The art of translation

What do you get when you cross a multiple scholarship winner with an Oxford graduate, Doctor of Philosophy, Master of Translation, senior analyst for the Canadian Privy Council Office, published author and an accomplished musician? You get one remarkable guy by the name of Blair McMurren (BA '96), who just happens to be the U of L's 2010 Alumnus of the Year.

Born and raised in Lethbridge, McMurren graduated from the U of L with Great Distinction, receiving the Faculty of Arts and Science Gold Medal and the Governor General's Silver Medal for Highest Undergraduate Class Standing. His pursuit of academia didn't stop there. McMurren was selected as a Rhodes Scholar and immediately went to Oxford University to pursue graduate studies.

Dr. Blair McMurren, at home in Ottawa.

An English major at the U of L, particularly fond of the works of James Joyce, McMurren focused his attention at Oxford on furthering his understanding of English literature. He earned an Honours BA in English language and literature, and went on to earn a Doctor of Philosophy in comparative literature as well as an MA in translation from the University of Surrey at Guildford.

Ask McMurren what he initially planned to do after completing his education, and he'll admit that he wasn't really sure.

"Some far-sighted senior officials with the federal public service came recruiting at Oxford, and they made a compelling pitch for returning to Canada and making a difference in public policy," he says. "The idea of working on a variety of key files and having some influence on what would be happening in my country resonated with me."

McMurren returned from the U.K. in 2002 to begin work with the Department of Canadian Heritage. He also helped to launch a government initiative that has since become the Recruitment of Policy Leaders program. Since 2009, McMurren has been a senior analyst with the Priorities and Planning secretariat at the Privy Council Office – the department that supports the Prime Minister and Cabinet in all policy and decision-making actions. He is the lead analyst responsible for briefing senior officials and engaging with federal departments on Cabinet decisions related to climate change, clean energy and the environment.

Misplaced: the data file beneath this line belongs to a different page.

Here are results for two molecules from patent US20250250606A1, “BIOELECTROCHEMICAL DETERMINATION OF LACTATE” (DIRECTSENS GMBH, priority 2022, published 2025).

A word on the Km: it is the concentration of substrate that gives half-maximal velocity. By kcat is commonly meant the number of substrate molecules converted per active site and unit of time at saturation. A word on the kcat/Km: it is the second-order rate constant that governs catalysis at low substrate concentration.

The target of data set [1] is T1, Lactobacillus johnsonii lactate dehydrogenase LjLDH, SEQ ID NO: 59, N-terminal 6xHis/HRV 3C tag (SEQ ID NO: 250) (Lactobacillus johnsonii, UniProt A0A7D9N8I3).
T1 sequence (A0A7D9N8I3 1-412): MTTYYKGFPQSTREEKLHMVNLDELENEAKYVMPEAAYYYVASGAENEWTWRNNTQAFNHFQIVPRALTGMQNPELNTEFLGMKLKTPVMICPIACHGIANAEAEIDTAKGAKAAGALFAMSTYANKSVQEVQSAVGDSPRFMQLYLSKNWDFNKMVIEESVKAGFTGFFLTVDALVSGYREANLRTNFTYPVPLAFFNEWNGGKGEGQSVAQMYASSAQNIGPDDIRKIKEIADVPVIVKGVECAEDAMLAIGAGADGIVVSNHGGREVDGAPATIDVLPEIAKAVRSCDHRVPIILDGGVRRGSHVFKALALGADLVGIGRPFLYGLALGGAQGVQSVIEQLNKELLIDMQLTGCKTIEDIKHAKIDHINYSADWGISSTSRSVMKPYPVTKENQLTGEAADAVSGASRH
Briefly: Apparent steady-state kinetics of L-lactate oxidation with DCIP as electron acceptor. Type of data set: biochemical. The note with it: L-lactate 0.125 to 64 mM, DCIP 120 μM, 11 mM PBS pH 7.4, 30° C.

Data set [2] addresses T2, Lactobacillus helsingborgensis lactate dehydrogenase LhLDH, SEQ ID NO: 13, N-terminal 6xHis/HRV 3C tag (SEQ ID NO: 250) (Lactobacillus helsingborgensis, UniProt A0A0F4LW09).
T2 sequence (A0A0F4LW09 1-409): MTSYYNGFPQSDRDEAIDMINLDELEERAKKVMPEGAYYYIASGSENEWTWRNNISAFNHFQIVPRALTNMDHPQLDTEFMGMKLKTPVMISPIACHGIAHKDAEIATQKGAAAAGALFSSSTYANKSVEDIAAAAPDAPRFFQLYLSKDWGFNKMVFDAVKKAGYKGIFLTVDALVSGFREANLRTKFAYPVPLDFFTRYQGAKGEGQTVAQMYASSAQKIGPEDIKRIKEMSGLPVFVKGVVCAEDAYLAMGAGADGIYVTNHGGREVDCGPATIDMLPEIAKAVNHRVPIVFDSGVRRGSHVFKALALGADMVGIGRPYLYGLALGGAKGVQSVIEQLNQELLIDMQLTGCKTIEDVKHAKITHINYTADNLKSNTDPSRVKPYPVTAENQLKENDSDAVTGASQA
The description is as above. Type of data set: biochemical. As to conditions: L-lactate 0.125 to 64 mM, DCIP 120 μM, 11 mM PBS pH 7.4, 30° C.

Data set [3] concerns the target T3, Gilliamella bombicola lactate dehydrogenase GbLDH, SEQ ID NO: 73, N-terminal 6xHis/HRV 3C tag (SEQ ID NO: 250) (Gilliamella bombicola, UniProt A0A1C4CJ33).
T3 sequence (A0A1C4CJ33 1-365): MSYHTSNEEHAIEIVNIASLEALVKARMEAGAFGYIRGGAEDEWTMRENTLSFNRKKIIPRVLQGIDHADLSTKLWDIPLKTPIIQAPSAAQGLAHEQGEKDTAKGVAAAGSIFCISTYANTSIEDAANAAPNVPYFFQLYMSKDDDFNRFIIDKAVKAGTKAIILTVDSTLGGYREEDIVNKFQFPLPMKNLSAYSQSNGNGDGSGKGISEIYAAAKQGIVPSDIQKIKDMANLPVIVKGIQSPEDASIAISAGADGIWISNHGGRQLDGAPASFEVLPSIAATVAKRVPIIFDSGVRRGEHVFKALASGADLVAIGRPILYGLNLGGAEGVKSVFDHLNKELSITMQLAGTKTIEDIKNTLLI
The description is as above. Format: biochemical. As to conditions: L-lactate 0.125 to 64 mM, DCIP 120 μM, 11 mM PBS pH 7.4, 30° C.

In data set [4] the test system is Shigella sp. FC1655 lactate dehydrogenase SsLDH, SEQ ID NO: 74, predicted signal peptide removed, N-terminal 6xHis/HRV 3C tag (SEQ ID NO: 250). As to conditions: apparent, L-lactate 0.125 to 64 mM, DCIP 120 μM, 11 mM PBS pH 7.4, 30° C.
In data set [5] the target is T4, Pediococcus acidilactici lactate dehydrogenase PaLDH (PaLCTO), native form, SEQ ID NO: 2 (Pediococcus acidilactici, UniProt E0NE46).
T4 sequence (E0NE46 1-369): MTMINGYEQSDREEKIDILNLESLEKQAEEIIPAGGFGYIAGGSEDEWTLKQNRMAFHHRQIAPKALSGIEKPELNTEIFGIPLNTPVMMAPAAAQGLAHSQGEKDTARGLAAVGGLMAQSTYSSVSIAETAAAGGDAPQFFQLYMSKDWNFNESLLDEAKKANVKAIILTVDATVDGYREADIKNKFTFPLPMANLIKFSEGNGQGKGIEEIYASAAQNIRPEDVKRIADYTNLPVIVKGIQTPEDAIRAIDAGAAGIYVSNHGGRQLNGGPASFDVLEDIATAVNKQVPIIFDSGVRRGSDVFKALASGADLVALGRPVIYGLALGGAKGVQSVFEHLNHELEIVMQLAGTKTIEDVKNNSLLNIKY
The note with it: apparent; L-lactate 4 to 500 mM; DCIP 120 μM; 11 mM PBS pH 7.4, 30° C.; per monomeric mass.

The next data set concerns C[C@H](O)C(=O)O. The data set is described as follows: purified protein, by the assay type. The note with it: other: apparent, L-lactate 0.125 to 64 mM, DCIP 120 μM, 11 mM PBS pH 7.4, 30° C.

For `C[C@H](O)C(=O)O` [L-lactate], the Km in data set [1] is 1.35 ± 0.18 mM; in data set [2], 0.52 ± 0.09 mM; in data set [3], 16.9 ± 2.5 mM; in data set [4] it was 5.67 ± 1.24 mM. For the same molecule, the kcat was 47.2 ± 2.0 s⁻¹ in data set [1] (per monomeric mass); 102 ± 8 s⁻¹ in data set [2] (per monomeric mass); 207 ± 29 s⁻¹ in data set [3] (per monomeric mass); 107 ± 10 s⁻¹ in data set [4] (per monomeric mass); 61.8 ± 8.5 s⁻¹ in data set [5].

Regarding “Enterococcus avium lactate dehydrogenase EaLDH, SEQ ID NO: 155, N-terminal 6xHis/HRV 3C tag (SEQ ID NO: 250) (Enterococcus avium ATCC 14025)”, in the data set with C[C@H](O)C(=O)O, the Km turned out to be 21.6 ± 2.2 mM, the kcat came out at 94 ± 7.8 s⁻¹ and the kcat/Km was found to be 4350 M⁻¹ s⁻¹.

McMurren concedes that the connection between English literature, translation and public policy isn't obvious, but says that his academic background fostered intrigue for the work he does today.

"Closely examining James Joyce's approach to translation is where many things started to come together for me," says McMurren. "So much of human history comes to us through the lens of translation. Freud, Marx, the Bible, what have you – all history-shaping works, and all are translated. Joyce was obsessed with the concept of translation, which ultimately got me thinking about how cultural politics work, and how ideas and issues move from one cultural context to another. It's not a huge stretch from there to cultural policy, which is all about how you tell your story as a country. It's a complex task, and in Canada we do it bilingually and multiculturally, which makes it richer but even harder."

While McMurren intends to continue his career in public policy, he would also like to branch out, perhaps by teaching sessional courses at a university. He's also very keen to give back to the school where his illustrious career began.

"I'd like to help U of L students find out all that's available to them after they leave the university," he says. "This award is a very humbling thing. I'd like to offer my experience to students and perhaps do something to help bridge the famous policy/research divide. I think we all have an interest in getting a broader, better dialogue going about the issues facing Canadian society."

Call for Nominations

The Alumni Association is now accepting nominations for the 2011 Distinguished Alumnus of the Year and Alumni Honour Society awards.

To obtain a nomination form, contact Alumni Relations: e-mail or call toll free 1-866-552-2582.

The nomination deadline is Feb. 1, 2011.

For a look at the full issue of SAM in a flipbook format, follow this link.